LR: Right? And I think it should be traumatic. So starting then I became a vegetarian. It was really weird for my family, because they eat a lot of meat. When I was fifteen I started getting more into animal rights activism, volunteering and going to protests, and when I learned more about animal husbandry and the fact that dairy and egg production can be just as cruel as meat production, I became vegan. So, yeah, that’s how it all started. At this point in my life I’m a lot more flexible than I used to be. To me, it’s not about a dogmatic idea, and I don’t think we should all be vegan, not at all. The world is full of different personalities and different needs. But it’s about fair treatment of animals. On occasion, I’ll ask a ton of questions — I’m like the chick from Portlandia — and have some eggs or cheese once I know that they came from humane producers. It’s delicious and it’s wonderful, but it’s a big responsibility to let something suffer for your needs or enjoyment.
TC: Tell me about how the creative process differed between Heart Machine and WE.ANIMALS.
LR: Heart Machine was all about heartbreak. I wrote most of the songs on my guitar and piano, and then I brought them to David Earl, who produced the album with me. The process was more, here are these songs, let’s finish them up and polish them, whereas with Daniel on WE.ANIMALS. it was more like I wrote the songs collaboratively. I wrote the lyrics and the music, but we really did the instrumentation together. That was the biggest difference. It was much more analog, and much more focused on what we could perform live.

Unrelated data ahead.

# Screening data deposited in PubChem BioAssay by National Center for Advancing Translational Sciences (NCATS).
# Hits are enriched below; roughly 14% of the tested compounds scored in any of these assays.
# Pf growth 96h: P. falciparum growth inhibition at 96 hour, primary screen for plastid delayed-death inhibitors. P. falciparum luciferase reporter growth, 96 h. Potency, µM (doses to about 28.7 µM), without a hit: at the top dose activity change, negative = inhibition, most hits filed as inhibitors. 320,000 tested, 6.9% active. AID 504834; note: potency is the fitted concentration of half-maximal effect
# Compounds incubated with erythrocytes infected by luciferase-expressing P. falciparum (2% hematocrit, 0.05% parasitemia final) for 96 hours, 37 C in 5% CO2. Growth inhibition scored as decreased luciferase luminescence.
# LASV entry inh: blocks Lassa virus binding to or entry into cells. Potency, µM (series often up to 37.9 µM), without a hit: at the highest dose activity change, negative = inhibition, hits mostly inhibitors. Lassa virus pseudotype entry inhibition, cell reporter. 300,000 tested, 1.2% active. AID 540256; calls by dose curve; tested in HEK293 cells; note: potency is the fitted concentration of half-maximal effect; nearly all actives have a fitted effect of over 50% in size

TC: Do you typically come to Daniel with a complete song idea, or do you start from scratch together?
LR: There were a few songs that I brought to him with the idea pretty well fleshed out. “WE.ANIMALS.” was the first one, like I said. Ninety percent of the record, though, was just the two of us sitting down in the studio together. But every song was different. We both love live instrumentation, but we also love dark, heavy, electronics. He’d be playing around with a synth and I’d suddenly say, “That’s it! That’s the song!” But yeah, it was very much a joint effort. You can hear the combination of our energies on the album. I’m a little sweeter [laughs], so Heart Machine was a little softer. He’s definitely more a fan of Tool, Nine Inch Nails, that kind of darker sound. I’m more CocoRosie, Björk, Portishead.
TC: How has the Oakland scene been treating you since you moved here?
LR: It’s goin’ off. Oh man, it’s so good. I’m sure anywhere you go you can find good stuff — well, maybe not everywhere.
TC: Definitely not everywhere.
LR: But I just keep discovering so many great new musicians. My jaw is just constantly dropping at the quality of the artists out here, it’s wonderful.
TC: Before I forget, I wanted to talk about your music videos a bit.
LR: Ooh, yeah.
TC: “World On Fire” has some pretty in-your-face imagery. I mean, there’s a pregnant woman being crucified, floating babies maybe also being crucified…